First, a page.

ISTANBUL — Two explosions near the entrance of a soccer stadium in central Istanbul on Saturday evening killed at least 29 people, most of them police officers, and injured more than 166 others, Turkey’s interior minister said.
There was no immediate claim of responsibility for the attack, which was the deadliest and most brazen in central Istanbul in months. The explosions, which could be heard across the city and sent up a plume of smoke, occurred outside the Vodafone Arena in the Beskitas area of Istanbul, less than a mile from the city’s bustling Taksim Square and on the edge of the Bosporus.
Turkey has been hit by multiple terrorist attacks in recent years, including from both the Islamic State and Kurdish militants waging a war for autonomy. In June, suspected Islamic State operatives staged an assault on Istanbul’s Ataturk Airport, killing nearly 50 people. Militants have also carried out deadly attacks in the capital, Ankara, and other Turkish cities.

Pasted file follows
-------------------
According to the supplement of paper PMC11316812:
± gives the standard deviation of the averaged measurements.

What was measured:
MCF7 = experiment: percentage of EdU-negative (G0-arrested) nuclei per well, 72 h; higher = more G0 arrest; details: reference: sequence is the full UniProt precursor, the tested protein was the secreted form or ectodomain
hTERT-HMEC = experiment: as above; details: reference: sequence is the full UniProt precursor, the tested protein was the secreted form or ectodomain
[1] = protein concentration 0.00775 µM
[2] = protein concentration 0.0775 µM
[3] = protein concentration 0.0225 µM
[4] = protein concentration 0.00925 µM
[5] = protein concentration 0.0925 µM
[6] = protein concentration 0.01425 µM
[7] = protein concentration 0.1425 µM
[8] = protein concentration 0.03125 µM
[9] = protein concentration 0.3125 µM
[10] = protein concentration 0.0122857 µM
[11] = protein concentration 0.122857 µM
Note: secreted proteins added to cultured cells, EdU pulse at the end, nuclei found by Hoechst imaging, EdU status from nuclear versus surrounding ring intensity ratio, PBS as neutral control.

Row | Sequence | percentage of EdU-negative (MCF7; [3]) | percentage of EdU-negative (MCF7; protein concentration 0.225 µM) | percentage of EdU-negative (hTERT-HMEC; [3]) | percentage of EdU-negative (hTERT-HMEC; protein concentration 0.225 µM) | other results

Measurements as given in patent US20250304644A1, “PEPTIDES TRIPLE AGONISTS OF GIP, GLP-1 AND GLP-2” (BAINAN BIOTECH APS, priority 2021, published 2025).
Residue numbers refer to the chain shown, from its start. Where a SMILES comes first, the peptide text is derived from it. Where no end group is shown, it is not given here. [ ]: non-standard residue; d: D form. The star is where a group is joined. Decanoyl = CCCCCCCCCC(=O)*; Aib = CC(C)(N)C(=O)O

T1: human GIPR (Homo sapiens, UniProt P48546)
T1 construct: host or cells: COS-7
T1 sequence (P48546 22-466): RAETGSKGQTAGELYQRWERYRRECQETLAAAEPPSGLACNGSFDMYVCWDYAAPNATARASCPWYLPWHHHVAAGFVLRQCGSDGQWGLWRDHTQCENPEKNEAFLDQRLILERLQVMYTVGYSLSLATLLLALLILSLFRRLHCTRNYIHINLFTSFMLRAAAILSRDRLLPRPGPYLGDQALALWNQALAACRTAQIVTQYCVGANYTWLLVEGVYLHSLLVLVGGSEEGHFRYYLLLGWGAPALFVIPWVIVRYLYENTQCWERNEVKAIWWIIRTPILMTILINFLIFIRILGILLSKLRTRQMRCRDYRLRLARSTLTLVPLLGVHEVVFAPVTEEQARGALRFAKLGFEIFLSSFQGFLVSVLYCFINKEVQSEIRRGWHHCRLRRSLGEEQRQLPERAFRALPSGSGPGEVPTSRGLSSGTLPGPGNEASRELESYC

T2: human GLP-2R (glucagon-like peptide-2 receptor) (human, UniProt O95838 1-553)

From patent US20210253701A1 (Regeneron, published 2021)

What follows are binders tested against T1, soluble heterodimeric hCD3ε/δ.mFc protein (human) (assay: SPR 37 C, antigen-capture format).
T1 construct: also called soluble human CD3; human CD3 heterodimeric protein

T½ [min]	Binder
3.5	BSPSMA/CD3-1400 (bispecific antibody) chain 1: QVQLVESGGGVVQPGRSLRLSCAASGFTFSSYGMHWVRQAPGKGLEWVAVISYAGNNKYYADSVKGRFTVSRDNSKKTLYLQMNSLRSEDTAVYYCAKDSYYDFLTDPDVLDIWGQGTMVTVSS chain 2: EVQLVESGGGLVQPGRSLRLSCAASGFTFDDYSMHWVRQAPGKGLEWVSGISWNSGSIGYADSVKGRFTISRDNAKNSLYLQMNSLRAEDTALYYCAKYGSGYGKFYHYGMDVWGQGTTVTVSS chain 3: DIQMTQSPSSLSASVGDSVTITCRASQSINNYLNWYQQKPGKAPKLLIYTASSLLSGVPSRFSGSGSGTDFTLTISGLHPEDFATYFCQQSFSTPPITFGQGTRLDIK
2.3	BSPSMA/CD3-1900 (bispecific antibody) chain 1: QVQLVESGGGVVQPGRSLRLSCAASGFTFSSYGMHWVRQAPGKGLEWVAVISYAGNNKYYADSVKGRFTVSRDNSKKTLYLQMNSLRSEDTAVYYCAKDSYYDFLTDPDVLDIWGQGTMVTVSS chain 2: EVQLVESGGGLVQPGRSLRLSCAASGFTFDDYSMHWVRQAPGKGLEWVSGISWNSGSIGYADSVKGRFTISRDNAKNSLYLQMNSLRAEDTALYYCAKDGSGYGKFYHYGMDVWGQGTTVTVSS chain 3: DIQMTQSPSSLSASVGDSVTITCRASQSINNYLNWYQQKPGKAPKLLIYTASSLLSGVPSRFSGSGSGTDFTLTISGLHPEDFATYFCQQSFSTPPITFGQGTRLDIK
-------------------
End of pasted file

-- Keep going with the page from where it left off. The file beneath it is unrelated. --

Turkish Interior Minister Suleyman Soylu said the attack started with a car bomb that targeted a group of riot police posted at the stadium after a soccer match earlier Saturday evening according to local media reports. The second explosion, which authorities attribute to a suicide bomber, happened less than a minute after the first, in a throng of police officers, Soylu said.
Fires set off by the blasts could be seen burning around the stadium in footage aired on local news channels. Dozens of ambulances were seen rushing to ferry the wounded.
One of the soccer teams that had played earlier that night, Bursaspor, said on its official Twitter account that none of its fans had been injured in the bomb, which produced a massive, orange fireball and shook doors and windows in Turkey’s largest city.
A video of a news conference at the stadium showed the moment of the blast, which sent people running. Another video circulated online showed the fiery explosion in the background of two young men playing guitar on the Bosporus.
Turkey has been roiled by political instability, including a failed coup attempt against the government this summer. A widespread crackdown on suspected coup plotters has also snagged dissidents and opposition figures, including ethnic Kurdish politicians.